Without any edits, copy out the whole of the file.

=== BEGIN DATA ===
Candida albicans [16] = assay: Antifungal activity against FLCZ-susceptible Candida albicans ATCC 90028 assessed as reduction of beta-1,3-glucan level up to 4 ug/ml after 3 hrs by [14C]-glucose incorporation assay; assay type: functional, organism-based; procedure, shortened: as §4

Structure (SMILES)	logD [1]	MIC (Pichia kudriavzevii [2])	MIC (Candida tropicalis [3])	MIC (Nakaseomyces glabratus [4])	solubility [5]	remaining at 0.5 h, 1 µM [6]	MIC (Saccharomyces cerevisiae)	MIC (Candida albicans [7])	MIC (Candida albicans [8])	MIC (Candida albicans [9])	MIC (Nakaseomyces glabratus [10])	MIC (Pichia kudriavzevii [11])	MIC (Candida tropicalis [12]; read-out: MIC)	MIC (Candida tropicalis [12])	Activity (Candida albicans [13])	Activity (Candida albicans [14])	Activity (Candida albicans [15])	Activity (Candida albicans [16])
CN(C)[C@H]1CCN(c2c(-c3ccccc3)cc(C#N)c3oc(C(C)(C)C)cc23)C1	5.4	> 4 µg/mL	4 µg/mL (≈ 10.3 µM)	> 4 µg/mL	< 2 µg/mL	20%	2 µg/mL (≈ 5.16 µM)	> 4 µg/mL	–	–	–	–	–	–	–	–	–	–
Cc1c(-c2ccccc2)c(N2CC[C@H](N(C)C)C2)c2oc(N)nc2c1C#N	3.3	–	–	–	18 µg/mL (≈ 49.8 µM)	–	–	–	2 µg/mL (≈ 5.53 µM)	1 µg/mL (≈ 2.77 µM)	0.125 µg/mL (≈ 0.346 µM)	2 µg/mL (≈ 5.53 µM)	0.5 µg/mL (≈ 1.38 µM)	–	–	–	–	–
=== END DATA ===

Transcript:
Candida albicans [16] = assay: Antifungal activity against FLCZ-susceptible Candida albicans ATCC 90028 assessed as reduction of beta-1,3-glucan level up to 4 ug/ml after 3 hrs by [14C]-glucose incorporation assay; assay type: functional, organism-based; procedure, shortened: as §4

Structure (SMILES)	logD [1]	MIC (Pichia kudriavzevii [2])	MIC (Candida tropicalis [3])	MIC (Nakaseomyces glabratus [4])	solubility [5]	remaining at 0.5 h, 1 µM [6]	MIC (Saccharomyces cerevisiae)	MIC (Candida albicans [7])	MIC (Candida albicans [8])	MIC (Candida albicans [9])	MIC (Nakaseomyces glabratus [10])	MIC (Pichia kudriavzevii [11])	MIC (Candida tropicalis [12]; read-out: MIC)	MIC (Candida tropicalis [12])	Activity (Candida albicans [13])	Activity (Candida albicans [14])	Activity (Candida albicans [15])	Activity (Candida albicans [16])
CN(C)[C@H]1CCN(c2c(-c3ccccc3)cc(C#N)c3oc(C(C)(C)C)cc23)C1	5.4	> 4 µg/mL	4 µg/mL (≈ 10.3 µM)	> 4 µg/mL	< 2 µg/mL	20%	2 µg/mL (≈ 5.16 µM)	> 4 µg/mL	–	–	–	–	–	–	–	–	–	–
Cc1c(-c2ccccc2)c(N2CC[C@H](N(C)C)C2)c2oc(N)nc2c1C#N	3.3	–	–	–	18 µg/mL (≈ 49.8 µM)	–	–	–	2 µg/mL (≈ 5.53 µM)	1 µg/mL (≈ 2.77 µM)	0.125 µg/mL (≈ 0.346 µM)	2 µg/mL (≈ 5.53 µM)	0.5 µg/mL (≈ 1.38 µM)	–	–	–	–	–